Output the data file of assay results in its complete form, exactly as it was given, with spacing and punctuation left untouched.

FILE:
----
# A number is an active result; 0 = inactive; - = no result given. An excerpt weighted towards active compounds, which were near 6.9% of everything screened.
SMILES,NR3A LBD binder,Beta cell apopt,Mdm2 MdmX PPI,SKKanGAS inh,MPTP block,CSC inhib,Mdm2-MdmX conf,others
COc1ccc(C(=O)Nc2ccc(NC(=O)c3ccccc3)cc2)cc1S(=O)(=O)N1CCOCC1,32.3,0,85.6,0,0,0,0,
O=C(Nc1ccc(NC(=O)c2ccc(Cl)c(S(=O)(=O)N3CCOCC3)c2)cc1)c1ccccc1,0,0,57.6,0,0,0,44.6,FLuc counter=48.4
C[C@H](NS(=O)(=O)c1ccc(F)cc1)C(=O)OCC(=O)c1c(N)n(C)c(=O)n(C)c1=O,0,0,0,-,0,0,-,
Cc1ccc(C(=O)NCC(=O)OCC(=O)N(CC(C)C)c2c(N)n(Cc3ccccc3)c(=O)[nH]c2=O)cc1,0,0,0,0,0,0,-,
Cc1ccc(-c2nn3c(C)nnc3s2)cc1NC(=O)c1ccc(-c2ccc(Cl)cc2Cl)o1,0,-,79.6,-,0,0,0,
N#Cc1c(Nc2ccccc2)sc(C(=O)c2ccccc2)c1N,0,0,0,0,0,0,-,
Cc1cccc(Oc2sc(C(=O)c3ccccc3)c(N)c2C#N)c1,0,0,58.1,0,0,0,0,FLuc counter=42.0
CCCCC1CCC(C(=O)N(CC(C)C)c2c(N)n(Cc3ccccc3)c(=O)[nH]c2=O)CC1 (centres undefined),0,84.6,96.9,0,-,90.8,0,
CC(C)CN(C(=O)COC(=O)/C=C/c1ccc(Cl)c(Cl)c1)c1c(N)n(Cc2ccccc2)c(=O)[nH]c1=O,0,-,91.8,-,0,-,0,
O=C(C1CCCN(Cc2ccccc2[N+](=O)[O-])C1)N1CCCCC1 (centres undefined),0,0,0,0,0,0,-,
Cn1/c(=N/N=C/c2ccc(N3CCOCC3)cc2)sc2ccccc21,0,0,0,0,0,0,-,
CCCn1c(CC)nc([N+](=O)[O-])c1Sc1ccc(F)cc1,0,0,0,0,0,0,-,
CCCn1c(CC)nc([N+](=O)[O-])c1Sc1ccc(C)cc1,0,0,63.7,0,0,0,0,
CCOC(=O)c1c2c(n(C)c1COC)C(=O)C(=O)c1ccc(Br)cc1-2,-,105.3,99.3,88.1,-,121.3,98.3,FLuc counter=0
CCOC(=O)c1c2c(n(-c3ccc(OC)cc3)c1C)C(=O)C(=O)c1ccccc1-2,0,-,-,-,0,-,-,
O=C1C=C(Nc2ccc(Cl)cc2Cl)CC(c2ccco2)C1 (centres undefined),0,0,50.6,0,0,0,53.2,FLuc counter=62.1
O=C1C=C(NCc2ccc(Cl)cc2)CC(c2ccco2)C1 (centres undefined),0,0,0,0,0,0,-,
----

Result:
# A number is an active result; 0 = inactive; - = no result given. An excerpt weighted towards active compounds, which were near 6.9% of everything screened.
SMILES,NR3A LBD binder,Beta cell apopt,Mdm2 MdmX PPI,SKKanGAS inh,MPTP block,CSC inhib,Mdm2-MdmX conf,others
COc1ccc(C(=O)Nc2ccc(NC(=O)c3ccccc3)cc2)cc1S(=O)(=O)N1CCOCC1,32.3,0,85.6,0,0,0,0,
O=C(Nc1ccc(NC(=O)c2ccc(Cl)c(S(=O)(=O)N3CCOCC3)c2)cc1)c1ccccc1,0,0,57.6,0,0,0,44.6,FLuc counter=48.4
C[C@H](NS(=O)(=O)c1ccc(F)cc1)C(=O)OCC(=O)c1c(N)n(C)c(=O)n(C)c1=O,0,0,0,-,0,0,-,
Cc1ccc(C(=O)NCC(=O)OCC(=O)N(CC(C)C)c2c(N)n(Cc3ccccc3)c(=O)[nH]c2=O)cc1,0,0,0,0,0,0,-,
Cc1ccc(-c2nn3c(C)nnc3s2)cc1NC(=O)c1ccc(-c2ccc(Cl)cc2Cl)o1,0,-,79.6,-,0,0,0,
N#Cc1c(Nc2ccccc2)sc(C(=O)c2ccccc2)c1N,0,0,0,0,0,0,-,
Cc1cccc(Oc2sc(C(=O)c3ccccc3)c(N)c2C#N)c1,0,0,58.1,0,0,0,0,FLuc counter=42.0
CCCCC1CCC(C(=O)N(CC(C)C)c2c(N)n(Cc3ccccc3)c(=O)[nH]c2=O)CC1 (centres undefined),0,84.6,96.9,0,-,90.8,0,
CC(C)CN(C(=O)COC(=O)/C=C/c1ccc(Cl)c(Cl)c1)c1c(N)n(Cc2ccccc2)c(=O)[nH]c1=O,0,-,91.8,-,0,-,0,
O=C(C1CCCN(Cc2ccccc2[N+](=O)[O-])C1)N1CCCCC1 (centres undefined),0,0,0,0,0,0,-,
Cn1/c(=N/N=C/c2ccc(N3CCOCC3)cc2)sc2ccccc21,0,0,0,0,0,0,-,
CCCn1c(CC)nc([N+](=O)[O-])c1Sc1ccc(F)cc1,0,0,0,0,0,0,-,
CCCn1c(CC)nc([N+](=O)[O-])c1Sc1ccc(C)cc1,0,0,63.7,0,0,0,0,
CCOC(=O)c1c2c(n(C)c1COC)C(=O)C(=O)c1ccc(Br)cc1-2,-,105.3,99.3,88.1,-,121.3,98.3,FLuc counter=0
CCOC(=O)c1c2c(n(-c3ccc(OC)cc3)c1C)C(=O)C(=O)c1ccccc1-2,0,-,-,-,0,-,-,
O=C1C=C(Nc2ccc(Cl)cc2Cl)CC(c2ccco2)C1 (centres undefined),0,0,50.6,0,0,0,53.2,FLuc counter=62.1
O=C1C=C(NCc2ccc(Cl)cc2)CC(c2ccco2)C1 (centres undefined),0,0,0,0,0,0,-,